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    Has anyone stopped to consider why insurance companies won't support psychiatric illness long term. Quite aside from cost, it's increadibly difficult to prove or disprove mental illness, for instance if you were to present 200 of us at random and ask a member of the public to pick the one that had a mental illness do you think they would guess that it was a trick question and that according to the insurance companies / psyc's viewpoint we are all mentally ill.
    Insurance companies are like us, they like hard objective tests with black and white outcomes, you can't factor in premium v claims in a grey area, and if it's that difficult for an insurance company then nothin the Psyc's claim regarding mental illness can ever be taken to seriously.
  8. currer

    currer Senior Member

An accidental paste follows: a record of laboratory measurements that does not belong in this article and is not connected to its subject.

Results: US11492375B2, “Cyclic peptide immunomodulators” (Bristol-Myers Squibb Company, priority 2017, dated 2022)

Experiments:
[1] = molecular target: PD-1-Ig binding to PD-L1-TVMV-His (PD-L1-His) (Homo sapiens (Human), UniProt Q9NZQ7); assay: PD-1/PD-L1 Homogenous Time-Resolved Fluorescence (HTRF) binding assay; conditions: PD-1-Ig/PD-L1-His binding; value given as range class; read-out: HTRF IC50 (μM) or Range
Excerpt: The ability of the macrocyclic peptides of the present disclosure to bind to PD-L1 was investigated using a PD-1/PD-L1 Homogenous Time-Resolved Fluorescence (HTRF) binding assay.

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    I also believe this ugly debate is being carried on through journalists in the gutter press (yes, the telegraph) because the psychiatrists involved know that they would be risking their reputations were they themselves to make these statements.

    It is also probably a journalistic riposte to the Poulton article.
    Bob likes this.
  9. Bob

    Bob

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    It's all down to interpretation, and the potential for exaggeration, isn't it.
    (Are journalists generally known for exaggeration, and sensationalising?)
    If I were to send him a few Tweets, to ask him some questions, would I count as being 'obsessed'?